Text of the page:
physical development across the life stages

  • Created by: ClsxxDV
  • Created on: 10-02-20 11:38


Definition: An increase in a measurable quantity such as height or weight or other dimensions.


  • Variable across different parts of the body
  • Measured using height, weight and dimesnions
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Definition: Complex changes in skills and capabilities that an individual experiences as they grow. 


  • Follows an orderly sequence
  • Acquistion of skills/abilities
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Infancy (0-2 years)

Midwives and health visitors record the infant's height/length and weight on a growth chart - different growth charts for boys and girls.

An infant or child whose growth folllows the 50th centile is average - centile lines are lines of a graph used to show average measurements of height, weight and head cicumference. The lines represent the values of measurements taking into account age and sex.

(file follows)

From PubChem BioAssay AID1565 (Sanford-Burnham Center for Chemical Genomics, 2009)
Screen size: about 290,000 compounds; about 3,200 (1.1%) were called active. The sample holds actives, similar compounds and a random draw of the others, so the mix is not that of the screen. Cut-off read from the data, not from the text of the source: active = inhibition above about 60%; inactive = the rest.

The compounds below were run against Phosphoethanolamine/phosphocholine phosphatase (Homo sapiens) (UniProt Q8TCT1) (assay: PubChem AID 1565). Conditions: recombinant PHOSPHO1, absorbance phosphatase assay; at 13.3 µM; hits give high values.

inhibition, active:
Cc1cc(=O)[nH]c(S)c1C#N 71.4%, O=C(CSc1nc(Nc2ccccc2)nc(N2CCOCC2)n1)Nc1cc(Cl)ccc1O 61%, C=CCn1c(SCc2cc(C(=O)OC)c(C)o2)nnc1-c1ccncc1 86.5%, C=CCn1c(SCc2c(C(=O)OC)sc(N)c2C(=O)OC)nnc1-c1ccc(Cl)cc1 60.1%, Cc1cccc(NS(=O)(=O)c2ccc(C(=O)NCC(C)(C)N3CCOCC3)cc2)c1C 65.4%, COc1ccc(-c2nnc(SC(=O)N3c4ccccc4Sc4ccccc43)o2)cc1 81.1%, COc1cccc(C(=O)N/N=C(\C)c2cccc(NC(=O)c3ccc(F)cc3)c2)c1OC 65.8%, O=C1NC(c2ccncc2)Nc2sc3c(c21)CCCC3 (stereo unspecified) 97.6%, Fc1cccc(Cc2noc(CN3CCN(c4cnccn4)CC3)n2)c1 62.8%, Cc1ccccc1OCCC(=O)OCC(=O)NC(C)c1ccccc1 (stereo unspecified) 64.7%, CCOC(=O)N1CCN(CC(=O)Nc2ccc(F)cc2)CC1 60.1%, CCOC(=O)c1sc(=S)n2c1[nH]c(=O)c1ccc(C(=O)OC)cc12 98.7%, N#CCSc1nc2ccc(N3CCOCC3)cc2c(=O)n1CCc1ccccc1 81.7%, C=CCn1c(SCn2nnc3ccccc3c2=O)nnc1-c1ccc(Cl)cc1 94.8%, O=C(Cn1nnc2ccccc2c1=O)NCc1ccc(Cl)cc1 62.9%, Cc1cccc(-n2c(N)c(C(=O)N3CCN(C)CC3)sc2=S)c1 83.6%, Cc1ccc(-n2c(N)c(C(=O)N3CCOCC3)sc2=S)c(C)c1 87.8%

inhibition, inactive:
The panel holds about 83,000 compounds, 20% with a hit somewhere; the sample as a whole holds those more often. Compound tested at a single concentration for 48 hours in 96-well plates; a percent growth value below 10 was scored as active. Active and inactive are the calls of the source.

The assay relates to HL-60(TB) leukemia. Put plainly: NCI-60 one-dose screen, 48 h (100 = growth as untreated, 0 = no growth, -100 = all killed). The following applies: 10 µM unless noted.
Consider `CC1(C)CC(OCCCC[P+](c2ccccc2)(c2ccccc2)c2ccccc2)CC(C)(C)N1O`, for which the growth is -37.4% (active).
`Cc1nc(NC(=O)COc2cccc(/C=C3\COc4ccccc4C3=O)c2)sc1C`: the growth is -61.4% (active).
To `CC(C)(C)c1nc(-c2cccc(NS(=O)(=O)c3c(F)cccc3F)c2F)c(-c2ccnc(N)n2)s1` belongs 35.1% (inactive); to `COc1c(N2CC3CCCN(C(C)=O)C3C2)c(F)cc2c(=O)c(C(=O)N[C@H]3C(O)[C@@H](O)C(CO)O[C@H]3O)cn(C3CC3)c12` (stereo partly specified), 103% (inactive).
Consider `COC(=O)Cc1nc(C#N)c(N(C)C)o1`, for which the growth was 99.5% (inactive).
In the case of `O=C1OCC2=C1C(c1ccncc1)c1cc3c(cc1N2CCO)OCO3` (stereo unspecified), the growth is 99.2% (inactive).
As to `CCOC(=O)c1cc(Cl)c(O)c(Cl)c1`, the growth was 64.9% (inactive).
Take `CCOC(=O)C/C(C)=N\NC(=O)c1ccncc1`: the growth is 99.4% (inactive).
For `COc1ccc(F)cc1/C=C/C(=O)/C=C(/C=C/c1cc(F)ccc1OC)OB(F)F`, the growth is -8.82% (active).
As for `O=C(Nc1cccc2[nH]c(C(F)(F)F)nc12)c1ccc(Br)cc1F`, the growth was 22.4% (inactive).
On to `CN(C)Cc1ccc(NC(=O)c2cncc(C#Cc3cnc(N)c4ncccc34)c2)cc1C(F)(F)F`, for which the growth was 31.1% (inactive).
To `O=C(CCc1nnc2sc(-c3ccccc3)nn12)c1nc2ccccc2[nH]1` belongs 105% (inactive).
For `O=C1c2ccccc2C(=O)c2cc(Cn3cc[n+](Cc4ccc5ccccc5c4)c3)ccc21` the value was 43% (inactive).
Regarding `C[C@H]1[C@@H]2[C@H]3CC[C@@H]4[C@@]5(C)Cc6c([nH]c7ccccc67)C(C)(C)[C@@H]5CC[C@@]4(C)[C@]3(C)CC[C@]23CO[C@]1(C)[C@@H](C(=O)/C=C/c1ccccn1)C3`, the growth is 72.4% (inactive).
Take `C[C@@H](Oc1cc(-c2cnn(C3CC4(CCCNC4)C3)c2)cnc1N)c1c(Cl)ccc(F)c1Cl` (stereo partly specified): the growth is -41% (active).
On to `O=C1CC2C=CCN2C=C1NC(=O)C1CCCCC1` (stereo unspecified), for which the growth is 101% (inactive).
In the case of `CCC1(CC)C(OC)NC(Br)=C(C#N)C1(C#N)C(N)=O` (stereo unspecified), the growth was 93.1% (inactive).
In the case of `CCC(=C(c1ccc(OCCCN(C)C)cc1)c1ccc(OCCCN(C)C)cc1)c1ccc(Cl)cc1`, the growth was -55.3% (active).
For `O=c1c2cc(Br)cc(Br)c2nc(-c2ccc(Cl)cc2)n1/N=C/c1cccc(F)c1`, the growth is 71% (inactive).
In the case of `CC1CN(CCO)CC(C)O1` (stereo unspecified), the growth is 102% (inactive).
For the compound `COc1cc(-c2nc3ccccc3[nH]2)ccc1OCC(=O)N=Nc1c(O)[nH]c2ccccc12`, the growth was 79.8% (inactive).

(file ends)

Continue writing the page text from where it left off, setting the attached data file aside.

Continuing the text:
An infant's head cicumference will be measured at birth and will again be measured if there is cause for concern.


  • Milestones (also known as developmental norms) - these include the skills that infants, children and adolescents are expected to develop at a particular age or stage of their life. These include: walking, talking and tying shoelaces.
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Definition: These are actions which arenot under our control. Babies have primitive reflexes which disappear; they protect the baby in the first few months of life.